For a successful detox process, consult with a medical professional before attempting to wean off Librium. Working with a doctor or licensed treatment facility is often the safest and most effective way to detox.
Some people may attempt to detox on their own through various methods like quitting “cold turkey” or tapering without a doctor’s help. Even though these methods have the possibility of being successful, they are still not recommended. Multiple Librium withdrawal symptoms can be dangerous or life-threatening. The severity of symptoms may also discourage a person from continuing their detox without medical help and support, leading to relapse.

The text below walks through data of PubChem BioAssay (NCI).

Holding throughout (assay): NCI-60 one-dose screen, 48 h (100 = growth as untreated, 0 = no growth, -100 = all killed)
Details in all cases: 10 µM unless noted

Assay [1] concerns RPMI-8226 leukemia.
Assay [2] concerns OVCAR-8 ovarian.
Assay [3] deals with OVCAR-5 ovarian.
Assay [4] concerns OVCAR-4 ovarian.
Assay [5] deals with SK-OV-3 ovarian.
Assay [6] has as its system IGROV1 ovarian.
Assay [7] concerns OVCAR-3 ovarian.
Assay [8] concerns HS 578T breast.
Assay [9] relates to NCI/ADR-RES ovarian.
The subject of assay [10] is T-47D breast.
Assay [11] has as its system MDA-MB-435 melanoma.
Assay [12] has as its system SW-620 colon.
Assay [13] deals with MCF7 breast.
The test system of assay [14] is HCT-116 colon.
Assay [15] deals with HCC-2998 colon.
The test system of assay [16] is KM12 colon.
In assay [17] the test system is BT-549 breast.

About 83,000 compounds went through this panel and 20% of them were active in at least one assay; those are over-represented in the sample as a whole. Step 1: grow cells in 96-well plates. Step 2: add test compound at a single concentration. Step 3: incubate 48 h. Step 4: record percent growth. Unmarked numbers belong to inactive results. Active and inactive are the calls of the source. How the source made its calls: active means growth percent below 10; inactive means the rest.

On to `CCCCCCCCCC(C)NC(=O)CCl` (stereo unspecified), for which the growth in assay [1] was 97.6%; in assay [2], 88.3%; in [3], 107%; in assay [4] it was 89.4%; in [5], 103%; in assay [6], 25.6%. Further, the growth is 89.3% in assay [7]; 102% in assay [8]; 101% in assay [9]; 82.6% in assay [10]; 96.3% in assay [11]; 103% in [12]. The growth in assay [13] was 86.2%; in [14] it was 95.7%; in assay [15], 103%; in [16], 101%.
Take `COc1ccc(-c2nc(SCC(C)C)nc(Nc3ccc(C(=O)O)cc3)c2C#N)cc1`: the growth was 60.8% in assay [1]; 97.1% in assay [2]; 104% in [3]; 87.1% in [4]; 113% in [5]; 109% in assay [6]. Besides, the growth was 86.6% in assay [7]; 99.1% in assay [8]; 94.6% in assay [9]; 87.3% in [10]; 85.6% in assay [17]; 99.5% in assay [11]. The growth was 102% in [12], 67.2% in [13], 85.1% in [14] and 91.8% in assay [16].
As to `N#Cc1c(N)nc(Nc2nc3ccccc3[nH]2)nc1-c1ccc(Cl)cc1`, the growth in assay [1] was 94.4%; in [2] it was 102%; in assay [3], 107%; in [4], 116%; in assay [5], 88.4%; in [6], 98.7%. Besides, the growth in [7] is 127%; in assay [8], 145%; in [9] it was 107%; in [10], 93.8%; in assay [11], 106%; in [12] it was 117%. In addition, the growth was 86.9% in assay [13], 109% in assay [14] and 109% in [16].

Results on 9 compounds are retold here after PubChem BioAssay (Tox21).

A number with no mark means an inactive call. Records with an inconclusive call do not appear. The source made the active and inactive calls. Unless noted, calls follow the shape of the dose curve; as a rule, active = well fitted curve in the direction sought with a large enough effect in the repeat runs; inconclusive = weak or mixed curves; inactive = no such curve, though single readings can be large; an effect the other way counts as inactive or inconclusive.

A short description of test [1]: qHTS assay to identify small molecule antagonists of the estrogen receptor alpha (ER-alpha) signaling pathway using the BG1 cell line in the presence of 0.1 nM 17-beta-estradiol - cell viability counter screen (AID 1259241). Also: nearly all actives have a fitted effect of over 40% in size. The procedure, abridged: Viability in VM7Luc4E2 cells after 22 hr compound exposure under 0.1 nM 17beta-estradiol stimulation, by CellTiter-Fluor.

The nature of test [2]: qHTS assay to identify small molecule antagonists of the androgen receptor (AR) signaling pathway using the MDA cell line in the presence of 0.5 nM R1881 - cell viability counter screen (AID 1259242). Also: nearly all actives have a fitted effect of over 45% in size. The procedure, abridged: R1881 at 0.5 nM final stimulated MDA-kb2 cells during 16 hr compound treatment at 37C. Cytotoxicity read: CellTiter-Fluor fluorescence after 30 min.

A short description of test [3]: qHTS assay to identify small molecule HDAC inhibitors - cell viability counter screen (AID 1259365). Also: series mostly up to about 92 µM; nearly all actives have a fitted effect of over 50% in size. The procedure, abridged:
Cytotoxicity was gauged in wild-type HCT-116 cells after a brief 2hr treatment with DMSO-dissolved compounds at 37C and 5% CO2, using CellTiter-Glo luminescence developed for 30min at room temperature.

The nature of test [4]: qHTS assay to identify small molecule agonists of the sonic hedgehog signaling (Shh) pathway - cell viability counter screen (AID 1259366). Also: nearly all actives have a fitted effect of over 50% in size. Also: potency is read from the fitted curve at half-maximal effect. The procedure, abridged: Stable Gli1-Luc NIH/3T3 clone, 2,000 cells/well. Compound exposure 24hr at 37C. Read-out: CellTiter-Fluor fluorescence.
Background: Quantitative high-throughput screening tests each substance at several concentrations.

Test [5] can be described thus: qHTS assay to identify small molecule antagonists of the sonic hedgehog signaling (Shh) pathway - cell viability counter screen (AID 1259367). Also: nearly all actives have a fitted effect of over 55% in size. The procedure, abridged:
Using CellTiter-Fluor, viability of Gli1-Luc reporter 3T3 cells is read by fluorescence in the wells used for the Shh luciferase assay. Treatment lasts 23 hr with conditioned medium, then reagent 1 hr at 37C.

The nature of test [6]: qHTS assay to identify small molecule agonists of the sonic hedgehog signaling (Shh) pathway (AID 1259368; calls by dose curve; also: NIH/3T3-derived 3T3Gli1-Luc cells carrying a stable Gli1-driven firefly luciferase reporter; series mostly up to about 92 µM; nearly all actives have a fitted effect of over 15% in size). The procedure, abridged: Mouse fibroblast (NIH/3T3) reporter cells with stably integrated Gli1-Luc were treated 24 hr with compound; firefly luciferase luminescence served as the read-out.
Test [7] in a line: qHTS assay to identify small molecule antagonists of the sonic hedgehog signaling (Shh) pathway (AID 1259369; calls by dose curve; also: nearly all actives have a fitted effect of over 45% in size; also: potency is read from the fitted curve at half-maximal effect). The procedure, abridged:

The best way to detox from Librium is in a professional rehab facility. At a rehab center, clients have the opportunity to work with medical professionals that devise a personalized treatment plan based on individual needs. The Recovery Village offers various programs to help people recover, such as inpatient rehab, outpatient rehab, and intensive outpatient rehab.
One way to slowly detox off Librium is through a Librium taper. Tapering is a process in which physicians create a schedule for their client that slowly lowers the dosage of the drug until they stop entirely. The overall schedule depends on the length of time that the drug has been used, the usual dosage and the severity of the addiction. This method lets the body safely rid itself of Librium and return to its original state.